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  1. #1
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    visio electrical drawings

    Which is the best CAD software for electrical drawings (automation, PLC) ?
    Now I am considering EPLAN, AutoCAD Electrical 2006, RS Wire.
    Can you advise me?
    Thanks.

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    best electrical cad software

    Hi,
    you can use protel (www.protel.com) or Orcad software.
    You can design schematic and PCB.
    Best Regards



  3. #3
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    leomecma's Avatar
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    razavi visio

    I prefer PCAD200X, it's easy to use, fast to drawing and has a big library. ORCAD is good for simulation, for PCB and schematic I don't like it. Protel is good, bu more difficult to use.



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    elcad tutorial

    Hi

    If I could do a wish in drawing tools for EE, I prefer the one that used in Behzard razavi's books and papers.


    tnx



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    siemens cad drawings

    Hi swilly !!

    I use EPLAN RACER PRO 5.5.0.3.

    It is a best CAD for electrical designer and automation (PLC).

    AUTOCAD ELECTRICAL versions are good, RS WIRE too, but if you consider a serious work and capabilities, EPLAN is the ONE.

    You can try ELCAD. It is very good too.

    My choose: EPLAN RACER PRO 5.50

    Best regards.

    jackrs:D:D:D



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    eplan autocad

    Quote Originally Posted by jimjim2k
    Hi

    If I could do a wish in drawing tools for EE, I prefer the one that used in Behzard razavi's books and papers.


    tnx
    I have build some EE shapes in visio to imitate razavi's style. it looks great! I have tried many software and finally focus on visio. it can produce high quality graph and be easy to cooperate with other ms office tools, though it's not efficient to draw circuit. it's seems that no software can satisfy me suitable for schematic drawing for both eda netlist and document picture.



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    electrical drawings

    Visio is great in drawing high quality electrical graphs. I have also create a stensil. One of benefits from visio is we can create configurable symbols. I have build some digital gates with configurable number of inputs.
    [size=2]Best Regards,[/size]
    [size=2]Hughes[/size]



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    eplan racer pro

    It really depends on the time that you are willing to spend in learning and designing. If u want something simple and fast i advise u to use Visio. If you would like to spend more time i prefer Autocad though until u learn to use it you will spend a lot of time in each design!



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    electrical drawings tutorial

    I think the best software is cadence + synopsis.



  10. #10
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    cad electrical drawings

    Ok.
    I am not interested in PCB drawings (Protel, Orcad, etc), just automation drawings (PLC, power circuits with contactors, guardamotors, relays, 4-20 mA curret loops, 24Vdc sensors, and so on).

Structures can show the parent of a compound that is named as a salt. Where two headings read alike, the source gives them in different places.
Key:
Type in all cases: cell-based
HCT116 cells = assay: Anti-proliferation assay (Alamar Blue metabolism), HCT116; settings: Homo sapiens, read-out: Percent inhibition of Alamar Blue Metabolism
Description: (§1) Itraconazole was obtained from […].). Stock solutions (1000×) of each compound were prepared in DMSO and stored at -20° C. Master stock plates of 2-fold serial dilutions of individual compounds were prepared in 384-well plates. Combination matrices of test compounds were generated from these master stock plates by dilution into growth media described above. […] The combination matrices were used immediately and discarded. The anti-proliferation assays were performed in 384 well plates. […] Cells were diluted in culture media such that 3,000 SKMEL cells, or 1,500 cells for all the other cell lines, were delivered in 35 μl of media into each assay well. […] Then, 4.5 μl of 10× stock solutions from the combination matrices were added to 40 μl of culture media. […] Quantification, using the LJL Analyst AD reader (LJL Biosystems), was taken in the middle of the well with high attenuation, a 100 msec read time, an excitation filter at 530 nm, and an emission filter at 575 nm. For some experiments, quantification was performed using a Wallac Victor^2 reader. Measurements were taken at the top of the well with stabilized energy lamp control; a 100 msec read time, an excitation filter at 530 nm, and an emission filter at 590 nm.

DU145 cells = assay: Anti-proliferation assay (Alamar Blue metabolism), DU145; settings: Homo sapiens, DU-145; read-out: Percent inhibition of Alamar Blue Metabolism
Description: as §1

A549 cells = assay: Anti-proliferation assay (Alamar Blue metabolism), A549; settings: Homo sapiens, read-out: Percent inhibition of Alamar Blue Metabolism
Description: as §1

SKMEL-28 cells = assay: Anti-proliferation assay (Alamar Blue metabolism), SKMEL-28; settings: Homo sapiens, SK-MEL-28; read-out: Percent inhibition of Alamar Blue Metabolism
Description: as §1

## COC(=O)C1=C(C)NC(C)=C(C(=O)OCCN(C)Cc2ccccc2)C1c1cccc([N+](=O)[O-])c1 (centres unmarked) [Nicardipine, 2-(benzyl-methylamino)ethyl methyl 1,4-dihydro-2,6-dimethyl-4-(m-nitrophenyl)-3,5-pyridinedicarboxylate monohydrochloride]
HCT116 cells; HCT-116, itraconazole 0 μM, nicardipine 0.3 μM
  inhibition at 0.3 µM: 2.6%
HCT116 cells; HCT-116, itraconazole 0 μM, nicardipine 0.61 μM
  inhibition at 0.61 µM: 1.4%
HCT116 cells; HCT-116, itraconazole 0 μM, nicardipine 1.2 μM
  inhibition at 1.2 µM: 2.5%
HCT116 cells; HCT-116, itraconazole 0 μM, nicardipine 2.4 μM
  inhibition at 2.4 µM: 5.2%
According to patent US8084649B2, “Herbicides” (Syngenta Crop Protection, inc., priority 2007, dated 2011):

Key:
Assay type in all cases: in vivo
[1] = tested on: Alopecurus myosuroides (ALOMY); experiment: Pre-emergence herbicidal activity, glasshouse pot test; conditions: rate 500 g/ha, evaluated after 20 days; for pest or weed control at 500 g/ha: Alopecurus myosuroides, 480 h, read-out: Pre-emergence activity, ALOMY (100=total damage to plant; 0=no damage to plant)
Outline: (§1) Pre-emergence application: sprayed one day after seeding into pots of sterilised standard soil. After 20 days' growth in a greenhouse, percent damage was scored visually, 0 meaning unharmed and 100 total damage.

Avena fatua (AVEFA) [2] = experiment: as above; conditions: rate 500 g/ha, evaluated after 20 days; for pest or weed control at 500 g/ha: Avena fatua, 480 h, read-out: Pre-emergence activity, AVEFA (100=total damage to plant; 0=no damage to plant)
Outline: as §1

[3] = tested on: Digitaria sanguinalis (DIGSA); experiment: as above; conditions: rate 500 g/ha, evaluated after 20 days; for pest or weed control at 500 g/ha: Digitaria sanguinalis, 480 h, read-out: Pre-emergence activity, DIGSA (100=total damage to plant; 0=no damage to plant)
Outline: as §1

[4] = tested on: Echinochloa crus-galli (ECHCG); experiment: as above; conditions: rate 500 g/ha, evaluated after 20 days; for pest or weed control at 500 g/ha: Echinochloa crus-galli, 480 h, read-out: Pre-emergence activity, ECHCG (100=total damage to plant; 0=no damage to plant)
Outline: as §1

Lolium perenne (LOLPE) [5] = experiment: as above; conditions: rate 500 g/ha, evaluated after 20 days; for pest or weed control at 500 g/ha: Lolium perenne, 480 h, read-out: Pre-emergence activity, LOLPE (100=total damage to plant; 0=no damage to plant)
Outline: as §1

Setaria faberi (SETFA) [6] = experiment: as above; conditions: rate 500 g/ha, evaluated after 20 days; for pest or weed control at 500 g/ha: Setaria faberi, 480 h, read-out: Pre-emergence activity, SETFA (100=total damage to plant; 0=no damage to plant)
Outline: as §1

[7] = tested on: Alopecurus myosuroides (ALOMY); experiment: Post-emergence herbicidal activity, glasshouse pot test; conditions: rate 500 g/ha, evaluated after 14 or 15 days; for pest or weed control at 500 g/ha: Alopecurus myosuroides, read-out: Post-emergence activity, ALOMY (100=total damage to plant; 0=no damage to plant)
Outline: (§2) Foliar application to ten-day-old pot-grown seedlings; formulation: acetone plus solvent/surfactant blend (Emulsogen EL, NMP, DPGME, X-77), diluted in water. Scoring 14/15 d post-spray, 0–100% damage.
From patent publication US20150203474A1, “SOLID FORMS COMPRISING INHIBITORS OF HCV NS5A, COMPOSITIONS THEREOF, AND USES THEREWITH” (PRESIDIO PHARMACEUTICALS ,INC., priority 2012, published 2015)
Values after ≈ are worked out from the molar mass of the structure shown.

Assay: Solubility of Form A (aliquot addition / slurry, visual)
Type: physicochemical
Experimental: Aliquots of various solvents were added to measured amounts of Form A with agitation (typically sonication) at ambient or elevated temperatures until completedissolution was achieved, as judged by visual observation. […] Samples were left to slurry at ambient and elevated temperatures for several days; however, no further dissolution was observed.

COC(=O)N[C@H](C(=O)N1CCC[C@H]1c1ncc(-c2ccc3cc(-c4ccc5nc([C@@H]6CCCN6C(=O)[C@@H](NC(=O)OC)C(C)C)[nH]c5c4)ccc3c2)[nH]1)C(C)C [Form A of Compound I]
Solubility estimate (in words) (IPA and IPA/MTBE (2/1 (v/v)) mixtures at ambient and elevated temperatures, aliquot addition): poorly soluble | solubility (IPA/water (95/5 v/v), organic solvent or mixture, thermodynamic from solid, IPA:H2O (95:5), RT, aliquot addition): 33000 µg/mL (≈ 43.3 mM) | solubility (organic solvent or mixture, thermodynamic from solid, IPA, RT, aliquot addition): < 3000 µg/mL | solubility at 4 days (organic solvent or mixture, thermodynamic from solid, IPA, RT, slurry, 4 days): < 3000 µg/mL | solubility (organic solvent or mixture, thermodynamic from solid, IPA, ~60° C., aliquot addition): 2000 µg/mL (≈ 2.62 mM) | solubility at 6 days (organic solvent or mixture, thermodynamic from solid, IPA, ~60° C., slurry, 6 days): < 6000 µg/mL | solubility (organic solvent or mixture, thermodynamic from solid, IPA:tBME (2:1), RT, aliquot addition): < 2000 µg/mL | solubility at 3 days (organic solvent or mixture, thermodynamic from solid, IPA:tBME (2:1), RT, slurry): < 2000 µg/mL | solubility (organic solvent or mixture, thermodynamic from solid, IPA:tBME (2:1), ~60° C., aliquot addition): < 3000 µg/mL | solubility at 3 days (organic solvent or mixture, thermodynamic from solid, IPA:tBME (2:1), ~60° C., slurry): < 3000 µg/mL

I am not interested in low level solutions (like Visio), I am looking for a good electrical CAD, imagine more than 50 pages of a project, I want an automatic cross reference, automatic list of materials, copy and paste of objects, I mean high productivity software for electrical CAD drawings.
    Until now, I think Eplan is the best choice.
    I know it will take a long time to learn the software.



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  11. #11
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    electrical drawing cad

    Quote Originally Posted by vale
    Quote Originally Posted by jimjim2k
    Hi

    If I could do a wish in drawing tools for EE, I prefer the one that used in Behzard razavi's books and papers.


    tnx
    I have build some EE shapes in visio to imitate razavi's style. it looks great! I have tried many software and finally focus on visio. it can produce high quality graph and be easy to cooperate with other ms office tools, though it's not efficient to draw circuit. it's seems that no software can satisfy me suitable for schematic drawing for both eda netlist and document picture.
    Hi

    Is it possible to share it with us?

    tnx



  12. #12
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    visio razavi

    here is my visio stencil. i use visio2003 and am not sure if it's ok for other versions.
    when placing components (especially mosfets) you should change the view zoom to 200%, otherwise the pins may not snap to grids exactly in normal zoom.


    5 members found this post helpful.

  13. #13
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    elcad tutorial download

    Hi
    I am sure Protel is best one!
    e1347


    1 members found this post helpful.

  14. #14
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    razavi like stencil visio

    You can use the Proteus Professional, it offers a good thing where you can place and simulate programmable ICs (Atmel & PIC UCs for example) plus many other options



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    autocad electrical drawings

    Quote Originally Posted by swilly
    Ok.
    I am not interested in PCB drawings (P*otel, Orcad, etc), just automation drawings (PLC, power circuits with contactors, guardamotors, relays, 4-20 mA curret loops, 24Vdc sensors, and so on).
    I am not interested in low level solutions (like Visio), I am looking for a good electrical CAD, imagine more than 50 pages of a project, I want an automatic cross reference, automatic list of materials, copy and paste of objects, I mean high productivity software for electrical CAD drawings.
    Until now, I think Eplan is the best choice.
    I know it will take a long time to learn the software.
    hmm! With Autocad (even Autocad Electrical) I don't think that you can have the features that you mention. I believe e-plan is indeed the best choice.



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    autocad electrical drawings books

    Quote Originally Posted by jackrs
    Hi swilly !!

    I use EPLAN RACER PRO 5.5.0.3.

    It is a best CAD for electrical designer and automation (PLC).

    AUTOCAD ELECTRICAL versions are good, RS WIRE too, but if you consider a serious work and capabilities, EPLAN is the ONE.

    You can try ELCAD. It is very good too.

    My choose: EPLAN RACER PRO 5.50

    Best regards.

    jackrs:D:D:D

    Hi jack,
    I currently have EPLAN 5.40 SP1 of which i got no experience over. I'm in automation (SIEMENS S5 & S7) and need a tutorial please...

    Regards,
    Kgomotso Prince



  17. #17
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    e plan electrical drawing software